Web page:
The simplest rocket motor, and the first, is the black powder engine. Developed in China around 1000 AD, the black powder rocket involves little more than a tube filled with gunpowder and a clay nozzle to speed up the exhaust gasses. Black powder is a mixture of sodium nitrate, sulfur, and powdered charcoal. These are ground together wet, then the paste is packed into a tube, and a plug of clay with a hole in it is inserted into the end of the tube. Once dry, the fuel and oxidizer in the black powder is ignited. Oxygen in the chemical structure of the sodium nitrate combines with sulfur and carbon releasing energy and forming carbon and sulfur dioxides. The hot gasses are expelled through the hole in the clay nozzle and the jet of gas imparts a reaction force on the tube which forms the rocket. This is still how simple fireworks rockets operate.
Liquid fueled rockets were developed in the 1920s by Robert Goddard and various scientists including Werner Von Braun in Germany. In a liquid fueled rocket such as the V-2, the liquid fuel, a mixture of water and alcohol, combines with the oxidizer, red fuming nitric acid, in a spherical combustion chmber. These two components were chosen because they are hypergallic, meaning they ignite on contact, making an ignition system unnecessary. The fuel and oxidizer burn in the combustion chamber. Heat causes the product gasses to expand, and they are ejected through a bell-shaped nozzle to form the exhaust stream. As the exhaust gasses accellerate out of the nozzle a force is generated on the rocket motor which pushes the rocket upwards.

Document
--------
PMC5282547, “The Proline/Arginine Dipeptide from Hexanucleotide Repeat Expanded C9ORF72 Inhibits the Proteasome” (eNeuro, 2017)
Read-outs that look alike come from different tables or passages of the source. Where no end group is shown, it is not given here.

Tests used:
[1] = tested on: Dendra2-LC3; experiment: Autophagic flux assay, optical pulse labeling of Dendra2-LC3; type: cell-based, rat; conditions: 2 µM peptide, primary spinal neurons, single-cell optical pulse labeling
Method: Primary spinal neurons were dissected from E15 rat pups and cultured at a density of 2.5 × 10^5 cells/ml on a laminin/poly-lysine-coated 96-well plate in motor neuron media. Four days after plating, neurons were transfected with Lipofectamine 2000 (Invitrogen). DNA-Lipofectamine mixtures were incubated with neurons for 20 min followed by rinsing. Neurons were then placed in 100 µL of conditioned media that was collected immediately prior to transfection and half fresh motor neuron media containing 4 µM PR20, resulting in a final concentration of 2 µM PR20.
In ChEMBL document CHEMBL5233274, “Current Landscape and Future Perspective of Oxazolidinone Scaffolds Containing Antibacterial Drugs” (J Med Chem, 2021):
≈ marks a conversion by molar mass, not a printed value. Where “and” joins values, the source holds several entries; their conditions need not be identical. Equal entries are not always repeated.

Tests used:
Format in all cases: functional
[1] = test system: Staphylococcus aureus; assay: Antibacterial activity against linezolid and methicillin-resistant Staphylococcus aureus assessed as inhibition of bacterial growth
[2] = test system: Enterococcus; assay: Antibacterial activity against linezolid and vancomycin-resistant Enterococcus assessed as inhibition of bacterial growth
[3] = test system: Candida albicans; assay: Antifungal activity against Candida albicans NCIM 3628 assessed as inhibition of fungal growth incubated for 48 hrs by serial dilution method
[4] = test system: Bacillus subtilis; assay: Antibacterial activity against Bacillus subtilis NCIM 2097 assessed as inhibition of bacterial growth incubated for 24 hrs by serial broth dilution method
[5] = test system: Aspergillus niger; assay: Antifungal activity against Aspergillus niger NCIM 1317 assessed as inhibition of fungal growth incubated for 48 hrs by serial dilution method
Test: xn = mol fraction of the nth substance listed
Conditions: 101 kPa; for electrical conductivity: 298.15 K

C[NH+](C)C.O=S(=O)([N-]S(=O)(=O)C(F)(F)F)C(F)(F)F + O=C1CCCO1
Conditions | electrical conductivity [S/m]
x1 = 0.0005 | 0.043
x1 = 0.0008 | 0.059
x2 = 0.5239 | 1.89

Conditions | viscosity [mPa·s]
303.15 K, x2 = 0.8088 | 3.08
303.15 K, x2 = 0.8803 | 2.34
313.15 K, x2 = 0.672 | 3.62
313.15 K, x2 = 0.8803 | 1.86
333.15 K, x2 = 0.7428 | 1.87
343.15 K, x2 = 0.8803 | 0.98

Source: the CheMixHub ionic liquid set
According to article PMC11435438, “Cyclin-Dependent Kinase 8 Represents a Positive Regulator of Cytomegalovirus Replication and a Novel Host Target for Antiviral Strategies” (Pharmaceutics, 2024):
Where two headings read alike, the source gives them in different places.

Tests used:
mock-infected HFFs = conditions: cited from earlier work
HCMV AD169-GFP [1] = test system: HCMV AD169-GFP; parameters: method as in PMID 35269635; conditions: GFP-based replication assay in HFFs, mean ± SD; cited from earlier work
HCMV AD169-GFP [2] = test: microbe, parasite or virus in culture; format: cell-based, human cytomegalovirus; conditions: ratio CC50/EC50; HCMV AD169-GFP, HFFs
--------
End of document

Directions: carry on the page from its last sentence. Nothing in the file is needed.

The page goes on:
While they are simple in principle, rocket motors can be hard to make because of the extreme pressures and temperatures they generate.
Perhaps the most difficult part of rocket design is to make the rocket stable in flight. Early black powder rockets used a simple stick to stablize their flight. The weight of the stick brought the center of gravity of the rocket behind the center of thrust, so the resulting flight was stabilized in direction. More modern rockets that operate in the atmosphere use aerodynamic fins to counter any turning forces on the rocket body. Most missiles use some form of control on the fins or vectoring of the thrust of the engine to steer and align them with their targets. In space, attitude control jets, small rocket motors, are used to orient the vehicle in direction.
There are many developments in rocketry, such as higher thrust engines and better control systems, but they are all based upon the basic idea of a jet of gas providing thrust.